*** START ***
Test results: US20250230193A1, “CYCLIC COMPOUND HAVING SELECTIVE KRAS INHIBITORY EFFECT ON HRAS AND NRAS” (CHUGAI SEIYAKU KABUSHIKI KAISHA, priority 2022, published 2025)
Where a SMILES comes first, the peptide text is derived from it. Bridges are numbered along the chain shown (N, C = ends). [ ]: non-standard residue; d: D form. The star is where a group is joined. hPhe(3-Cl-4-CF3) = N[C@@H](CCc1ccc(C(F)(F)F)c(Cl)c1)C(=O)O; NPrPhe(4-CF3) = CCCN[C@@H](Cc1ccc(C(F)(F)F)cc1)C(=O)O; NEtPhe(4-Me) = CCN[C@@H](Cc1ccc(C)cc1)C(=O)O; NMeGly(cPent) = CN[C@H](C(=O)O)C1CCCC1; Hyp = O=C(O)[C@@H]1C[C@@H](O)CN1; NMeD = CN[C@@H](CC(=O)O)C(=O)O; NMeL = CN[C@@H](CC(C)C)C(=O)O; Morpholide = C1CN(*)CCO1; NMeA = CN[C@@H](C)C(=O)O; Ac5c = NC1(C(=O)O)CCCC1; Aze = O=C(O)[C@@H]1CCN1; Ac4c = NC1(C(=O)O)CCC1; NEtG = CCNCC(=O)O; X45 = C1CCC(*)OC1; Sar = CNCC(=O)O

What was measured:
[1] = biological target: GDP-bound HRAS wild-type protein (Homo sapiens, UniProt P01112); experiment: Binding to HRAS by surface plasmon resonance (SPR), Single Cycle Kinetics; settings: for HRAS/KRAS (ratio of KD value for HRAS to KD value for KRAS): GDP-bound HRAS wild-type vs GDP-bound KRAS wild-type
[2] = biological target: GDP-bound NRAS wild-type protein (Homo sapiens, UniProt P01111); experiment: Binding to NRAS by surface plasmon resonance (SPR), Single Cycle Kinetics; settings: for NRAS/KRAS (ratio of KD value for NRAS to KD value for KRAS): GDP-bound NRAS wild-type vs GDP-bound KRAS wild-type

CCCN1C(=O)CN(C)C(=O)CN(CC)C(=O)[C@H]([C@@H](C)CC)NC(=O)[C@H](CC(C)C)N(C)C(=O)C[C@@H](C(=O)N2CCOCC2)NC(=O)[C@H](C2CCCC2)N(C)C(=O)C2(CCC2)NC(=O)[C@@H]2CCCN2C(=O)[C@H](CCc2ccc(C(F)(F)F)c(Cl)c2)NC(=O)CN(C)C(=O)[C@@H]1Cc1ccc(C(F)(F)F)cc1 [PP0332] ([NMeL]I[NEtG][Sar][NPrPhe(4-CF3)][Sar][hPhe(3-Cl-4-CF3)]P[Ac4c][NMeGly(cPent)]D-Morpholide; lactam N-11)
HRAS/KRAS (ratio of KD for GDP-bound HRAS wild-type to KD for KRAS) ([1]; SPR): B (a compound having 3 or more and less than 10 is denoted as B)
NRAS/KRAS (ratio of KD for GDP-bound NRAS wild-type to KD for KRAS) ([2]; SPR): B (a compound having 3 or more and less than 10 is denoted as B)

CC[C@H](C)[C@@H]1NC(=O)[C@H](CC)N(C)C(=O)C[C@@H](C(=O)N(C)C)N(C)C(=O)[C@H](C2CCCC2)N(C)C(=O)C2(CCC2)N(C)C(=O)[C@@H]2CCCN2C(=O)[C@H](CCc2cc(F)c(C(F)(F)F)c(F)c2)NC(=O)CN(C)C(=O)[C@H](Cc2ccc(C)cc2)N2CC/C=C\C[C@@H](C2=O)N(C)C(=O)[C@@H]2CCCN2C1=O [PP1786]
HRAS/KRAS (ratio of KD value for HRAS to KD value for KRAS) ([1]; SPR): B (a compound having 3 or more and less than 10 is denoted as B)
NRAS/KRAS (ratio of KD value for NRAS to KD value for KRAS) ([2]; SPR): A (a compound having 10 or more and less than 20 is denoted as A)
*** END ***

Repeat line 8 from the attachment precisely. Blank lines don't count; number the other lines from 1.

NRAS/KRAS (ratio of KD for GDP-bound NRAS wild-type to KD for KRAS) ([2]; SPR): B (a compound having 3 or more and less than 10 is denoted as B)